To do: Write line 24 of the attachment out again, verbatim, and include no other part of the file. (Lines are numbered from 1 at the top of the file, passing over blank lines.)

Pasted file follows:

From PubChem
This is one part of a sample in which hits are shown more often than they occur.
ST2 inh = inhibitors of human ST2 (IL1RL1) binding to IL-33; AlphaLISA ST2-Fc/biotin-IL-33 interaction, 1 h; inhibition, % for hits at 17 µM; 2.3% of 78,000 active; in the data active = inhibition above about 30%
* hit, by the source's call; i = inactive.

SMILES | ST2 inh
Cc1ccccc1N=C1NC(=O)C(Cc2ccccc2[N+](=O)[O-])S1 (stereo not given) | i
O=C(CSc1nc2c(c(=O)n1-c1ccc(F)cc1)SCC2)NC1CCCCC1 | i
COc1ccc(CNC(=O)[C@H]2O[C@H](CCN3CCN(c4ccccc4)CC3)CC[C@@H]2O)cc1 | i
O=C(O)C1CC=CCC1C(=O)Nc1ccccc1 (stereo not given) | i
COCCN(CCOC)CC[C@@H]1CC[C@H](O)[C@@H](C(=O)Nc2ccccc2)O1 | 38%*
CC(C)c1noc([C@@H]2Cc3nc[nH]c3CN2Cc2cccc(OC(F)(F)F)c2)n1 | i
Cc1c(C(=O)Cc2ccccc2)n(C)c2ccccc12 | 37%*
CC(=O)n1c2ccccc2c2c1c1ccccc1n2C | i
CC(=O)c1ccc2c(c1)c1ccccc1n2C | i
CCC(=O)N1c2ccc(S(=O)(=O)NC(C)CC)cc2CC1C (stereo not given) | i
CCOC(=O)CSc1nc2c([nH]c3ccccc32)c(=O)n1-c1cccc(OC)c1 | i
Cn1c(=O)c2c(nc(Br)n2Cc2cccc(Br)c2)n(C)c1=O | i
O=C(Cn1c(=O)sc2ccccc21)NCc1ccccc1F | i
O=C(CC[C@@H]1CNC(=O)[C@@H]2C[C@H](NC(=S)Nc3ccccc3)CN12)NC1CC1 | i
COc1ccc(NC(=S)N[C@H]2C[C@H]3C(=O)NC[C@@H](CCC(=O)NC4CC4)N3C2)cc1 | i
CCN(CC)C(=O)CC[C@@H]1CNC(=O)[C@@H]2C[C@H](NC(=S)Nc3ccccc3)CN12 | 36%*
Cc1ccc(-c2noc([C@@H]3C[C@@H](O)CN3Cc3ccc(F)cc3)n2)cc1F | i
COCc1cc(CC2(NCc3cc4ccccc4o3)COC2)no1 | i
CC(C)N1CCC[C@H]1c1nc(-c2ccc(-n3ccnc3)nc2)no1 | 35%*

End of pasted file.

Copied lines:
CC(C)N1CCC[C@H]1c1nc(-c2ccc(-n3ccnc3)nc2)no1 | 35%*